B (programming language)

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Appeared in 1969
Designed by Ken Thompson
Developer Ken Thompson, Dennis Ritchie
Influenced by BCPL
Influenced C

B is a programming language that was developed at Bell Labs. It is almost extinct, as it was replaced by the C language. It was mostly the work of Ken Thompson with contributions from Dennis Ritchie, and first appeared in 1969 or near that time.



Ken Thompson wrote B basing it mainly on the BCPL language he had used to write Unix while in the MULTICS project. B was essentially the BCPL system stripped of any component that Thompson felt he could do without, in order to make it fit within the memory capacity of the minicomputers of the time. The language also included some changes made to suit Thompson's preferences (mostly along the lines of reducing the number of non-whitespace characters in a typical program).

Like BCPL and FORTH, B had only one datatype: the computer word. Most operators (e.g., +, -, *, /) treated this as an integer, but others treated it as a memory address to be dereferenced. In most other ways it looked a lot like an early version of C. A few library functions existed, including some that vaguely resemble functions from the standard I/O library in C.

Early implementations were for the DEC PDP-7 and PDP-11 minicomputers using early Unix, and Honeywell 36-bit mainframes running the operating system GCOS. The earliest PDP-7 implementations compiled to threaded code, and then Ritchie wrote a compiler using TMG which produced machine code. [1][2] In 1970 a PDP-11 was acquired and threaded code was used for the port. The first version of yacc was produced with this PDP-11 configuration. Ritchie took over maintenance during this period.

The typeless nature of B made sense on the Honeywell, PDP-7 and many older computers, but was a problem on the PDP-11 because it was difficult to elegantly access the character data type that the PDP-11 and most modern computers fully support. Starting in 1971 Ritchie made changes to the language while converting its compiler to produce machine code, most notably adding data typing for variables. During 1971 and 1972 B evolved into "New B" and then C, with the preprocessor being added in 1972 and early 1973 at the urging of Alan Snyder. The effort was sufficiently complete that during the summer of 1973 the Unix kernel for the PDP-11 was rewritten in C. During the 1972–73 period there was a need to port to Honeywell 635 and IBM 360/370 machines, so Mike Lesk wrote the "portable I/O package" which would become the C "standard I/O" routines.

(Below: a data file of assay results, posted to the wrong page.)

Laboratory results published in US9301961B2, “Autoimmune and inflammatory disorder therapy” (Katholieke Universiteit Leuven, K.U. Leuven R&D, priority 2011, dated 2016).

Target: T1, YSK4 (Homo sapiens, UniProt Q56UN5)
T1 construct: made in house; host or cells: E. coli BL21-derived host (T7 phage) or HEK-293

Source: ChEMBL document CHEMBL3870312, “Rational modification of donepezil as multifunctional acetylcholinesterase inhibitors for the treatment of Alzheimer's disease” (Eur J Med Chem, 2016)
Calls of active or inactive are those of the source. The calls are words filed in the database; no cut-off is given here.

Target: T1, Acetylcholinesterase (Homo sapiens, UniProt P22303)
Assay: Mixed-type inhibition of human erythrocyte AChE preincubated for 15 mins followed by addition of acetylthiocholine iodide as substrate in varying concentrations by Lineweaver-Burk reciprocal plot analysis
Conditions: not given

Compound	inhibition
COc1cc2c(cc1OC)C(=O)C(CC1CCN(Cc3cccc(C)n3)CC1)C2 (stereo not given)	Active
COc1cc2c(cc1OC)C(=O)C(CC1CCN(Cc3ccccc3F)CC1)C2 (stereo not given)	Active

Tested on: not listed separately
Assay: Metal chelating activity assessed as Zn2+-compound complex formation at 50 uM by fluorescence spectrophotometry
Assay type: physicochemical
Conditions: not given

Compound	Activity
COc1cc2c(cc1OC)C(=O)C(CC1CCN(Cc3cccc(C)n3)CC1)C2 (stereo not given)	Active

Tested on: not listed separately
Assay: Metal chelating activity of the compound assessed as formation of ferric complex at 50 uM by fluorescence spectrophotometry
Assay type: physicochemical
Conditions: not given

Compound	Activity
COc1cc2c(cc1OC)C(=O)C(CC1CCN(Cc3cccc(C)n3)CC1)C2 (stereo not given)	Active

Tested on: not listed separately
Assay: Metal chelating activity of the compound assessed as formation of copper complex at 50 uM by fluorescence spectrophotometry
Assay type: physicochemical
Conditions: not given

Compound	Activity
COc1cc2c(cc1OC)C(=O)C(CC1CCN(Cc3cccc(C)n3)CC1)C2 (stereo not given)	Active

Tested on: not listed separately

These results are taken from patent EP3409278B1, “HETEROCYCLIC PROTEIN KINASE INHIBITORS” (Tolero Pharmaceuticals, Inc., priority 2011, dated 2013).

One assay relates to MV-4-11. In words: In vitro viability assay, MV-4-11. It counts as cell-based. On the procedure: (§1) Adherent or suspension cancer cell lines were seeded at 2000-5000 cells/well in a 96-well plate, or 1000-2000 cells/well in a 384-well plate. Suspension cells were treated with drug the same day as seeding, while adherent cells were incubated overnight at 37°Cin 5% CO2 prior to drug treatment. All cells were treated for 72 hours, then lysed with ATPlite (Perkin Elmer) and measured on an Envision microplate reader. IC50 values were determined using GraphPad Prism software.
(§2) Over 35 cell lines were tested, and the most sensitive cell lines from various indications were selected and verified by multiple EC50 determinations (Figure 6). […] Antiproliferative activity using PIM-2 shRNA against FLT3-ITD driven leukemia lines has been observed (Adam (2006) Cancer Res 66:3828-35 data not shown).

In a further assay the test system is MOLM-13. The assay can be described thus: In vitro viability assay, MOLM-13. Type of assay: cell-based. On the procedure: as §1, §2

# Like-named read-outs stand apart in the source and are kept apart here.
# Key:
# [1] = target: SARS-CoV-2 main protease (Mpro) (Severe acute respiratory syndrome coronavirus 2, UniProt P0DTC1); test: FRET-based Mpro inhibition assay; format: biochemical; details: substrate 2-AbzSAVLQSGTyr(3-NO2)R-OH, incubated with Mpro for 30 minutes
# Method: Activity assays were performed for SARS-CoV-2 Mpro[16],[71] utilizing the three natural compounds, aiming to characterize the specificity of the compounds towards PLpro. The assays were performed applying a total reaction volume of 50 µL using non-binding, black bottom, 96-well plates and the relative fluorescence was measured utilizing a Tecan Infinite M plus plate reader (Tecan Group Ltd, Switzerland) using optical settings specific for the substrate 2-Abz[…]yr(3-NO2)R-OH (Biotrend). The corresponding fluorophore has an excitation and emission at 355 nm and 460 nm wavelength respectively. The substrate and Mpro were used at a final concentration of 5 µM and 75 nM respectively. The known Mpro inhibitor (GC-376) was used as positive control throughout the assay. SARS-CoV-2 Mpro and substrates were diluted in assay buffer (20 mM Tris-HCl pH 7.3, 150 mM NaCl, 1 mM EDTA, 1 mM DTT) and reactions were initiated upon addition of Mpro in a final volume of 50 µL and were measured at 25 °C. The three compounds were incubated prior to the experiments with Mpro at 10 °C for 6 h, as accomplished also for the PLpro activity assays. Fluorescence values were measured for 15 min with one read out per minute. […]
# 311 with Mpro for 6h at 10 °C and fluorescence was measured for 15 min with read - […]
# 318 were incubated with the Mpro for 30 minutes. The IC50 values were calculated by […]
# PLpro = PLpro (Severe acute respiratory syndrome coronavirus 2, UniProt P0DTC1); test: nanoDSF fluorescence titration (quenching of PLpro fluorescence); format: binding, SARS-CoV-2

B continued to see use as late as the 1990s on Honeywell mainframes, and on certain embedded systems for a variety of reasons, including limited hardware in the small systems; extensive libraries, tools, licensing cost issues; and simply being good enough for the job on others. The highly influential AberMUD was originally written in B.

B was greatly influenced by BCPL, and its name is most likely to be a contraction of BCPL. However it is possible that its name may be based on Bon, an earlier but unrelated, and rather different, programming language which Thompson designed for use on Multics.[3]


The following example is from the Users' Reference to B by Ken Thompson:

/* The following function will print a non-negative number, n, to
  the base b, where 2<=b<=10,  This routine uses the fact that
  in the ASCII character set, the digits 0 to 9 have sequential
  code values.  */

printn(n,b) {
        extrn putchar;
        auto a;

        if(a=n/b) /* assignment, not test for equality */
                printn(a, b); /* recursive */
        putchar(n%b + '0');

See also


  1. http://www.multicians.org/tmg.html
  2. http://cm.bell-labs.com/cm/cs/who/dmr/chist.html
  3. Dennis M. Ritchie (March 1993). "The Development of the C Language". ACM SIGPLAN Notices 28 (3): 201–208. doi:10.1145/155360.155580. http://cm.bell-labs.com/cm/cs/who/dmr/chist.html. "Its name most probably represents a contraction of BCPL, though an alternate theory holds that it derives from Bon [Thompson 69], an unrelated language created by Thompson during the Multics days. Bon in turn was named either after his wife Bonnie, or (according to an encyclopedia quotation in its manual), after a religion whose rituals involve the murmuring of magic formulas.". 

External links

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